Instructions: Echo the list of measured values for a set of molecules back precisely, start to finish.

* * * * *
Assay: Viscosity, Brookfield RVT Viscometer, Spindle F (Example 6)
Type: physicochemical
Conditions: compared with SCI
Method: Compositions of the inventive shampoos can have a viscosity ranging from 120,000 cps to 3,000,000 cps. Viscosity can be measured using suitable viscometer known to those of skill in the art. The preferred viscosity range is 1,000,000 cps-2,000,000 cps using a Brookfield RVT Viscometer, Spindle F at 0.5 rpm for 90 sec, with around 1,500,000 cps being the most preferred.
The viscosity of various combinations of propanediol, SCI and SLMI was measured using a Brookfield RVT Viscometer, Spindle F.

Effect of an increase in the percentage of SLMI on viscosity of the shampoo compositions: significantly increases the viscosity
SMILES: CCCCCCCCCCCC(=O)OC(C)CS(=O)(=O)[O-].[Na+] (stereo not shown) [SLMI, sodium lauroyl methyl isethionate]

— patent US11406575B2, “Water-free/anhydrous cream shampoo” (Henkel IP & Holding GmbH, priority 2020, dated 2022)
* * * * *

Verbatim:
Assay: Viscosity, Brookfield RVT Viscometer, Spindle F (Example 6)
Type: physicochemical
Conditions: compared with SCI
Method: Compositions of the inventive shampoos can have a viscosity ranging from 120,000 cps to 3,000,000 cps. Viscosity can be measured using suitable viscometer known to those of skill in the art. The preferred viscosity range is 1,000,000 cps-2,000,000 cps using a Brookfield RVT Viscometer, Spindle F at 0.5 rpm for 90 sec, with around 1,500,000 cps being the most preferred.
The viscosity of various combinations of propanediol, SCI and SLMI was measured using a Brookfield RVT Viscometer, Spindle F.

Effect of an increase in the percentage of SLMI on viscosity of the shampoo compositions: significantly increases the viscosity
SMILES: CCCCCCCCCCCC(=O)OC(C)CS(=O)(=O)[O-].[Na+] (stereo not shown) [SLMI, sodium lauroyl methyl isethionate]

— patent US11406575B2, “Water-free/anhydrous cream shampoo” (Henkel IP & Holding GmbH, priority 2020, dated 2022)